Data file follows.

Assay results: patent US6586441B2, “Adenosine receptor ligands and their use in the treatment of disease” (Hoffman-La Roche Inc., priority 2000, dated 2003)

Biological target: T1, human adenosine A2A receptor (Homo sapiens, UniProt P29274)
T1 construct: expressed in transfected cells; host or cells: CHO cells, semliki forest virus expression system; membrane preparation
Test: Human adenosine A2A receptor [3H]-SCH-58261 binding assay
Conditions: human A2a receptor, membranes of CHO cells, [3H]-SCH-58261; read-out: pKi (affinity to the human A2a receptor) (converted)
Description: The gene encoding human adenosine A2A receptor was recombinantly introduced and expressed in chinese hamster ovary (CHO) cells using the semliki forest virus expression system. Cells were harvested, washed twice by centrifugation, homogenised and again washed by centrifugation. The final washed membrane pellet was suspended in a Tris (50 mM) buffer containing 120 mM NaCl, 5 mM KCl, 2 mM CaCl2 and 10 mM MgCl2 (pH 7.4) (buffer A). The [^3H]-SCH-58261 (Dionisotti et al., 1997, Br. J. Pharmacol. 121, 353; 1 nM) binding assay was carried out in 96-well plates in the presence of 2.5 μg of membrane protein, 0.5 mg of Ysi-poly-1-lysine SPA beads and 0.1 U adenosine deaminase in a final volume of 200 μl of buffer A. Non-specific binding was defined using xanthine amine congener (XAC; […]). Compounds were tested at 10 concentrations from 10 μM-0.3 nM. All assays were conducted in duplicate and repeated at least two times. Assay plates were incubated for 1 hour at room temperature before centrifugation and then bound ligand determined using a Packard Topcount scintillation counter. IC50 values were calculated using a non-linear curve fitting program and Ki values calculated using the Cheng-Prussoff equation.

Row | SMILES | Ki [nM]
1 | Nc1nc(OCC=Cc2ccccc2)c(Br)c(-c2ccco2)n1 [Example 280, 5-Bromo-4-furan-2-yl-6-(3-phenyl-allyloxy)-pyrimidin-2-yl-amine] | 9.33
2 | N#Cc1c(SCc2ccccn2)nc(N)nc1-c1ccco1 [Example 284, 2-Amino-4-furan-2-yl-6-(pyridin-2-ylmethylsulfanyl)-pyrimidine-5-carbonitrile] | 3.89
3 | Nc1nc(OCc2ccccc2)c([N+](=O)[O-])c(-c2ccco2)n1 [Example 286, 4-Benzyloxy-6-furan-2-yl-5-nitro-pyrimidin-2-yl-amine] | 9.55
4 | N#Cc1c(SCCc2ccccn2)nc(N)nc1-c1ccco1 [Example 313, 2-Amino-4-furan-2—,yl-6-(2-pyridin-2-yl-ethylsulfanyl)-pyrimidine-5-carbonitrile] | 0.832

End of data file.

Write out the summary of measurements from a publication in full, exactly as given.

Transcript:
Assay results: patent US6586441B2, “Adenosine receptor ligands and their use in the treatment of disease” (Hoffman-La Roche Inc., priority 2000, dated 2003)

Biological target: T1, human adenosine A2A receptor (Homo sapiens, UniProt P29274)
T1 construct: expressed in transfected cells; host or cells: CHO cells, semliki forest virus expression system; membrane preparation
Test: Human adenosine A2A receptor [3H]-SCH-58261 binding assay
Conditions: human A2a receptor, membranes of CHO cells, [3H]-SCH-58261; read-out: pKi (affinity to the human A2a receptor) (converted)
Description: The gene encoding human adenosine A2A receptor was recombinantly introduced and expressed in chinese hamster ovary (CHO) cells using the semliki forest virus expression system. Cells were harvested, washed twice by centrifugation, homogenised and again washed by centrifugation. The final washed membrane pellet was suspended in a Tris (50 mM) buffer containing 120 mM NaCl, 5 mM KCl, 2 mM CaCl2 and 10 mM MgCl2 (pH 7.4) (buffer A). The [^3H]-SCH-58261 (Dionisotti et al., 1997, Br. J. Pharmacol. 121, 353; 1 nM) binding assay was carried out in 96-well plates in the presence of 2.5 μg of membrane protein, 0.5 mg of Ysi-poly-1-lysine SPA beads and 0.1 U adenosine deaminase in a final volume of 200 μl of buffer A. Non-specific binding was defined using xanthine amine congener (XAC; […]). Compounds were tested at 10 concentrations from 10 μM-0.3 nM. All assays were conducted in duplicate and repeated at least two times. Assay plates were incubated for 1 hour at room temperature before centrifugation and then bound ligand determined using a Packard Topcount scintillation counter. IC50 values were calculated using a non-linear curve fitting program and Ki values calculated using the Cheng-Prussoff equation.

Row | SMILES | Ki [nM]
1 | Nc1nc(OCC=Cc2ccccc2)c(Br)c(-c2ccco2)n1 [Example 280, 5-Bromo-4-furan-2-yl-6-(3-phenyl-allyloxy)-pyrimidin-2-yl-amine] | 9.33
2 | N#Cc1c(SCc2ccccn2)nc(N)nc1-c1ccco1 [Example 284, 2-Amino-4-furan-2-yl-6-(pyridin-2-ylmethylsulfanyl)-pyrimidine-5-carbonitrile] | 3.89
3 | Nc1nc(OCc2ccccc2)c([N+](=O)[O-])c(-c2ccco2)n1 [Example 286, 4-Benzyloxy-6-furan-2-yl-5-nitro-pyrimidin-2-yl-amine] | 9.55
4 | N#Cc1c(SCCc2ccccn2)nc(N)nc1-c1ccco1 [Example 313, 2-Amino-4-furan-2—,yl-6-(2-pyridin-2-yl-ethylsulfanyl)-pyrimidine-5-carbonitrile] | 0.832